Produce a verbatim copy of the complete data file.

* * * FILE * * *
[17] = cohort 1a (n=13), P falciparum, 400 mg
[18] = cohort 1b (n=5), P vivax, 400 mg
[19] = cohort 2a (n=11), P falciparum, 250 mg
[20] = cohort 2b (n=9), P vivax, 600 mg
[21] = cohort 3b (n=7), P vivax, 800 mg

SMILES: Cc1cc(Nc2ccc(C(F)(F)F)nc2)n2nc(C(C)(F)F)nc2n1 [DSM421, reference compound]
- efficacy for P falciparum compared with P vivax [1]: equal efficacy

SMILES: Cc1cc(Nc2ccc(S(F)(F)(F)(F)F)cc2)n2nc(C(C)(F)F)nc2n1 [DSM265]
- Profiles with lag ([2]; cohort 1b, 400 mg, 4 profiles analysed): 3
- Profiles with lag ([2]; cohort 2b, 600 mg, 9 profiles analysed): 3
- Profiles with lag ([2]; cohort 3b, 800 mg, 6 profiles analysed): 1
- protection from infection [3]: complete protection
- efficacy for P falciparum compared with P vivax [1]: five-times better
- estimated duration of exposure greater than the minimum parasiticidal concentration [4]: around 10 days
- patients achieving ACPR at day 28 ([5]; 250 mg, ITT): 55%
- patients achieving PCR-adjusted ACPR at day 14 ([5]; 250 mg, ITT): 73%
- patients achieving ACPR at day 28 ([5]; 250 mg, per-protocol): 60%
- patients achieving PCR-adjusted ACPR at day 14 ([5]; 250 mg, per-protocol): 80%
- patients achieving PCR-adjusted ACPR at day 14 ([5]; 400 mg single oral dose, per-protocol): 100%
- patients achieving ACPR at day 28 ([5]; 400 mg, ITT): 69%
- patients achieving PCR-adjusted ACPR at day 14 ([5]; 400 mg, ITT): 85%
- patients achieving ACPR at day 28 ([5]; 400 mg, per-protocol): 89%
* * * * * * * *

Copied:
[17] = cohort 1a (n=13), P falciparum, 400 mg
[18] = cohort 1b (n=5), P vivax, 400 mg
[19] = cohort 2a (n=11), P falciparum, 250 mg
[20] = cohort 2b (n=9), P vivax, 600 mg
[21] = cohort 3b (n=7), P vivax, 800 mg

SMILES: Cc1cc(Nc2ccc(C(F)(F)F)nc2)n2nc(C(C)(F)F)nc2n1 [DSM421, reference compound]
- efficacy for P falciparum compared with P vivax [1]: equal efficacy

SMILES: Cc1cc(Nc2ccc(S(F)(F)(F)(F)F)cc2)n2nc(C(C)(F)F)nc2n1 [DSM265]
- Profiles with lag ([2]; cohort 1b, 400 mg, 4 profiles analysed): 3
- Profiles with lag ([2]; cohort 2b, 600 mg, 9 profiles analysed): 3
- Profiles with lag ([2]; cohort 3b, 800 mg, 6 profiles analysed): 1
- protection from infection [3]: complete protection
- efficacy for P falciparum compared with P vivax [1]: five-times better
- estimated duration of exposure greater than the minimum parasiticidal concentration [4]: around 10 days
- patients achieving ACPR at day 28 ([5]; 250 mg, ITT): 55%
- patients achieving PCR-adjusted ACPR at day 14 ([5]; 250 mg, ITT): 73%
- patients achieving ACPR at day 28 ([5]; 250 mg, per-protocol): 60%
- patients achieving PCR-adjusted ACPR at day 14 ([5]; 250 mg, per-protocol): 80%
- patients achieving PCR-adjusted ACPR at day 14 ([5]; 400 mg single oral dose, per-protocol): 100%
- patients achieving ACPR at day 28 ([5]; 400 mg, ITT): 69%
- patients achieving PCR-adjusted ACPR at day 14 ([5]; 400 mg, ITT): 85%
- patients achieving ACPR at day 28 ([5]; 400 mg, per-protocol): 89%